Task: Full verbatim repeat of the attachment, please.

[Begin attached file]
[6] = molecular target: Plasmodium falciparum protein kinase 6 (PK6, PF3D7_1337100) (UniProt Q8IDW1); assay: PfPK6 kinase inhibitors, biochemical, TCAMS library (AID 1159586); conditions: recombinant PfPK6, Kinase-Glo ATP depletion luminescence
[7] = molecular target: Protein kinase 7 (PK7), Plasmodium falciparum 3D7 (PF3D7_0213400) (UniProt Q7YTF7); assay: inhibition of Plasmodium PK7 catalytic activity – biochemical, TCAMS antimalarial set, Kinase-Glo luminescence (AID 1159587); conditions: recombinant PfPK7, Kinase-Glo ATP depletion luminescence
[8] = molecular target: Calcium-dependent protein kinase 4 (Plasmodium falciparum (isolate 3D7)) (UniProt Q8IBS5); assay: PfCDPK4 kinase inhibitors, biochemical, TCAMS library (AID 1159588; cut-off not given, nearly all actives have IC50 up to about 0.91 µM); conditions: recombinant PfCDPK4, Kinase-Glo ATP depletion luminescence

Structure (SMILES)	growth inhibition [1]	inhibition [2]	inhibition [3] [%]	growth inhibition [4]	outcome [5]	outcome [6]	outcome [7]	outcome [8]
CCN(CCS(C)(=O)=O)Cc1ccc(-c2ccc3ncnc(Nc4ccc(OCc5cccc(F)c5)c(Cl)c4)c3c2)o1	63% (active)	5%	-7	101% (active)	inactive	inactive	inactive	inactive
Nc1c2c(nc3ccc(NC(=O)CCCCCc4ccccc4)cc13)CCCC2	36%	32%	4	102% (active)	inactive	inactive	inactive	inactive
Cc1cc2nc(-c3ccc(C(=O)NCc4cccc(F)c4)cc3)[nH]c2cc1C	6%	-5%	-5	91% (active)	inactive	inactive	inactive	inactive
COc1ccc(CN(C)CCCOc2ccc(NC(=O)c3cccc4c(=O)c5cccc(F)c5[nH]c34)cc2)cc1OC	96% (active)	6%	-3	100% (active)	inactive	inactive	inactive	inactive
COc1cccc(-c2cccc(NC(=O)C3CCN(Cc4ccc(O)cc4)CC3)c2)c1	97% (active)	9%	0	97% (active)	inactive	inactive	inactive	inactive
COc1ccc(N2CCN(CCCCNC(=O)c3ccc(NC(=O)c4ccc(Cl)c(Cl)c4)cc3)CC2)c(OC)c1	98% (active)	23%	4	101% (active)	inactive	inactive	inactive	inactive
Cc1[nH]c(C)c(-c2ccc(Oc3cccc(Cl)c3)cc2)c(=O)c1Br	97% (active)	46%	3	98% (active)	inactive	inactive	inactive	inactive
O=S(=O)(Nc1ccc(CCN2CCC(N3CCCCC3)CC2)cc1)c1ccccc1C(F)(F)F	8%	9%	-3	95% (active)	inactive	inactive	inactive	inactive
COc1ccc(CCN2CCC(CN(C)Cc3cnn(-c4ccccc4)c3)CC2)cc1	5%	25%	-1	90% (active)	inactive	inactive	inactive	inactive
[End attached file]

[6] = molecular target: Plasmodium falciparum protein kinase 6 (PK6, PF3D7_1337100) (UniProt Q8IDW1); assay: PfPK6 kinase inhibitors, biochemical, TCAMS library (AID 1159586); conditions: recombinant PfPK6, Kinase-Glo ATP depletion luminescence
[7] = molecular target: Protein kinase 7 (PK7), Plasmodium falciparum 3D7 (PF3D7_0213400) (UniProt Q7YTF7); assay: inhibition of Plasmodium PK7 catalytic activity – biochemical, TCAMS antimalarial set, Kinase-Glo luminescence (AID 1159587); conditions: recombinant PfPK7, Kinase-Glo ATP depletion luminescence
[8] = molecular target: Calcium-dependent protein kinase 4 (Plasmodium falciparum (isolate 3D7)) (UniProt Q8IBS5); assay: PfCDPK4 kinase inhibitors, biochemical, TCAMS library (AID 1159588; cut-off not given, nearly all actives have IC50 up to about 0.91 µM); conditions: recombinant PfCDPK4, Kinase-Glo ATP depletion luminescence

Structure (SMILES)	growth inhibition [1]	inhibition [2]	inhibition [3] [%]	growth inhibition [4]	outcome [5]	outcome [6]	outcome [7]	outcome [8]
CCN(CCS(C)(=O)=O)Cc1ccc(-c2ccc3ncnc(Nc4ccc(OCc5cccc(F)c5)c(Cl)c4)c3c2)o1	63% (active)	5%	-7	101% (active)	inactive	inactive	inactive	inactive
Nc1c2c(nc3ccc(NC(=O)CCCCCc4ccccc4)cc13)CCCC2	36%	32%	4	102% (active)	inactive	inactive	inactive	inactive
Cc1cc2nc(-c3ccc(C(=O)NCc4cccc(F)c4)cc3)[nH]c2cc1C	6%	-5%	-5	91% (active)	inactive	inactive	inactive	inactive
COc1ccc(CN(C)CCCOc2ccc(NC(=O)c3cccc4c(=O)c5cccc(F)c5[nH]c34)cc2)cc1OC	96% (active)	6%	-3	100% (active)	inactive	inactive	inactive	inactive
COc1cccc(-c2cccc(NC(=O)C3CCN(Cc4ccc(O)cc4)CC3)c2)c1	97% (active)	9%	0	97% (active)	inactive	inactive	inactive	inactive
COc1ccc(N2CCN(CCCCNC(=O)c3ccc(NC(=O)c4ccc(Cl)c(Cl)c4)cc3)CC2)c(OC)c1	98% (active)	23%	4	101% (active)	inactive	inactive	inactive	inactive
Cc1[nH]c(C)c(-c2ccc(Oc3cccc(Cl)c3)cc2)c(=O)c1Br	97% (active)	46%	3	98% (active)	inactive	inactive	inactive	inactive
O=S(=O)(Nc1ccc(CCN2CCC(N3CCCCC3)CC2)cc1)c1ccccc1C(F)(F)F	8%	9%	-3	95% (active)	inactive	inactive	inactive	inactive
COc1ccc(CCN2CCC(CN(C)Cc3cnn(-c4ccccc4)c3)CC2)cc1	5%	25%	-1	90% (active)	inactive	inactive	inactive	inactive